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Is dual enrollment in high school worth it?

I am very adamant on getting ahead. I am currently placed in all honors classes since freshman at my school and get placed in AP classes yet. But, if I get far enough ahead, should I consider dual enrolling? What benefits does it have?

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Ezra’s Answer

Hi there,

If you're seriously committed to advancing your academic career, I highly recommend considering dual enrollment. I personally benefited from a dual credit program during my high school years, and I'm truly grateful for the advantages it has provided me in the long run. I have friends who also seized the opportunity of such programs, and they're currently two years ahead of their peers from high school. It's a great way to get a head start!
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Alexis’s Answer

Based on my experience, I can confidently say that dual enrollment is a worthwhile venture, although this can vary from person to person. It provides an opportunity to experience the college atmosphere, which is a unique contrast to high school, but at a pace that's easier to manage. This way, you won't be overwhelmed in your freshman year, trying to adjust to the demands of college life and a new educational setting simultaneously. Furthermore, the universities that collaborated with my school offered these courses at a significantly reduced price, which was a great advantage for many.

As for AP courses, they undoubtedly hold their own merit! Successfully passing AP exams can exempt you from certain college courses, potentially saving you both time and money in the future. I understand that the cost of AP exams can be a bit steep, but there are waivers available to help offset this expense. If you're considering applying for a waiver, I encourage you to contact your high school counselor for details on how this process works in your school district.

Ultimately, both options could lead to time and cost savings in the long run. It all comes down to what you aim to achieve: do you want to skip certain classes entirely, or would you prefer a gradual transition into the college academic setting?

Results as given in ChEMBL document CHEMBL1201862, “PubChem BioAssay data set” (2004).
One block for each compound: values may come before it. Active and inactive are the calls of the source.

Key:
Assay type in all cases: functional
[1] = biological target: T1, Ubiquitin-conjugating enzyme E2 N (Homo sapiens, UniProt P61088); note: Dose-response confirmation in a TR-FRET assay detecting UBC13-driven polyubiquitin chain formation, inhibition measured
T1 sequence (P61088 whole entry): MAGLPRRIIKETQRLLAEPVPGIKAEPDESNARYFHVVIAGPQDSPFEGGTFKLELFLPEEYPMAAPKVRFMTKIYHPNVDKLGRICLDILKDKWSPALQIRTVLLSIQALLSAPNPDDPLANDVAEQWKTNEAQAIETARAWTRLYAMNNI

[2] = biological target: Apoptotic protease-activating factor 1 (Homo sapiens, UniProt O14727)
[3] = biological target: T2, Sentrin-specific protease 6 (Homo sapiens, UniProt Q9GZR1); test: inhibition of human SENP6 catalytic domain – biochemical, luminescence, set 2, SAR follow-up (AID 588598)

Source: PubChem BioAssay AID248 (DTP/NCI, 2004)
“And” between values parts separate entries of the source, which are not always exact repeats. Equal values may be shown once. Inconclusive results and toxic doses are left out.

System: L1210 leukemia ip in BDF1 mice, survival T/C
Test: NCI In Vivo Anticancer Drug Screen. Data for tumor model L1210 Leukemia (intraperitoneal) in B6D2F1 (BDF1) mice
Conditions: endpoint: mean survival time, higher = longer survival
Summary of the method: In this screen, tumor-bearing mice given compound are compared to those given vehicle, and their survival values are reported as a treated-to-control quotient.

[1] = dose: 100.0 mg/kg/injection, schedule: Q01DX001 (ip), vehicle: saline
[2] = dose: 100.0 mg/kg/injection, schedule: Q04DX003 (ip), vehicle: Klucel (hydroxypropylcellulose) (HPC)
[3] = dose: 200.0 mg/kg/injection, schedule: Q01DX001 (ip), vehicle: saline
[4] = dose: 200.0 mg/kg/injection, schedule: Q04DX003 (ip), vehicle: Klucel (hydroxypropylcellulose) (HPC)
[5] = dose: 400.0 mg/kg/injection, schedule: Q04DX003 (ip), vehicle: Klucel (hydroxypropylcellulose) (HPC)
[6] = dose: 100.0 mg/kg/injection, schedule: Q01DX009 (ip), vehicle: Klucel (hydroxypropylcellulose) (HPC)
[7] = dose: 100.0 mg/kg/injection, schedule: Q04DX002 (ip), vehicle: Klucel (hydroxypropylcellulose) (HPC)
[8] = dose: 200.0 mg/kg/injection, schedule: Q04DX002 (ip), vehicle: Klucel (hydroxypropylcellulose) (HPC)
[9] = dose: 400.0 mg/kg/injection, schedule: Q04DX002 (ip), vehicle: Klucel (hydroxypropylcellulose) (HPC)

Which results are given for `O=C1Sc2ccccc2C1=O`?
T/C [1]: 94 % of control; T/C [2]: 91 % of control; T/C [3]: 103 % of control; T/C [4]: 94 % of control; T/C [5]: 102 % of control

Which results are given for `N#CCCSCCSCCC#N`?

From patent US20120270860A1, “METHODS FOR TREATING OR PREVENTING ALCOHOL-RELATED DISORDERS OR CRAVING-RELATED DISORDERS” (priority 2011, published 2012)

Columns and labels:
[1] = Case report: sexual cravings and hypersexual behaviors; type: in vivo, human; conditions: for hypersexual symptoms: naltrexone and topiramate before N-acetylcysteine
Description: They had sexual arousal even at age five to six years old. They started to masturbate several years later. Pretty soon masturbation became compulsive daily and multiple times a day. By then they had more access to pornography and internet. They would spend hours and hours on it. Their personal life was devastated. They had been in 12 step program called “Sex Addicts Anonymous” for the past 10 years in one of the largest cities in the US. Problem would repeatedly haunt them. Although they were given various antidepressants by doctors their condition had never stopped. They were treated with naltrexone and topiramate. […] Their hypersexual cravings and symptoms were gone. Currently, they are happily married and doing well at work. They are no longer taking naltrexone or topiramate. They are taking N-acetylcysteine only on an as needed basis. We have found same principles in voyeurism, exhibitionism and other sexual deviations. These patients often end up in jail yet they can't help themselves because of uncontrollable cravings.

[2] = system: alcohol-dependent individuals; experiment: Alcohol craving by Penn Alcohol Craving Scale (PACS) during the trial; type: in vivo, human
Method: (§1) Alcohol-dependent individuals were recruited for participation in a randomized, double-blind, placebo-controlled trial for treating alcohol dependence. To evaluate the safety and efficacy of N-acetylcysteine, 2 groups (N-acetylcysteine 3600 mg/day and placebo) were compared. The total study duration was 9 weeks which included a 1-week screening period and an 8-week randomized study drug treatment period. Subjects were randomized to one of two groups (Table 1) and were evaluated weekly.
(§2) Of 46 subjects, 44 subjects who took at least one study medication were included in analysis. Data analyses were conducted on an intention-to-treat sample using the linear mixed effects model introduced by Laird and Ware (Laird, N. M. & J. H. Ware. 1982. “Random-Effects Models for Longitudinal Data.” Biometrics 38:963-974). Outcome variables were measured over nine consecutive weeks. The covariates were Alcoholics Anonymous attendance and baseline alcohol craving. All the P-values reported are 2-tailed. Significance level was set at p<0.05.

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Ava’s Answer

Hi Olivia,

I took AP classes in high school. If you're planning on going to college or a university, you absolutely should take AP/dual enrollment if you can!

For me, taking AP in high school gave me a lot of general education credits for free when I transferred to college. Depending on your school and major, that can easily make up half of your required credits! By the time I enrolled for my bachelor's, I only had to take a few gen ed and pre-requisites, the rest was all my major core classes. Despite being a double-major, I am still set to graduate about a full year early. In my case, I took a lot of extra AP math classes as electives because I wanted to go into tech. I also took the standard English, Spanish, science, and government/history courses. These were classes I did not have to take in college, so I could focus on the main part of my degree that I enrolled for! Look at colleges you're interested in and try to find a document listing potential AP transfer credits for your major. When you're in the graduation process, make sure you send your score report with your transcripts and confirm that your school received them.

From my experience, honors was not much different from AP. However, the course load may be faster paced and you will need to do well on your AP exams to actually earn the credit for college (most schools require a score of at least 3 or 4). Watch resources like YouTube or Khan Academy for review, always take notes, study previous years' AP exams if you need to. In senior year of high school I took 6 AP classes. I won't lie, it's very tough, but it is absolutely possible and worth it.

You sound like a dedicated student so I have faith in you! Good luck Olivia!
Thank you comment icon Thank you so much, Ava! Olivia
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Karissa’s Answer

It is a disadvantage because the AP test is cheaper than the community college class. Also, you meet more kids who are appropriate to be friend and romantic partners with in high school. Your parents may not want you to spend time with people in their early 20s.
Thank you comment icon Thank you! Olivia
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Caroline’s Answer

YES! I wish I had done this for AP classes I was less likely to get a 5 on (and therefore receive college credit). While I got an A in AP Calculus, I got a 2 on the AP exam and would have received both college credit and a good grade. Instead I was stuck taking a few pre-req math courses (which I dreaded when I wanted to fill my time with my political science and history classes). It also can help your resume for colleges showing that you're already succeeding in a higher education setting.
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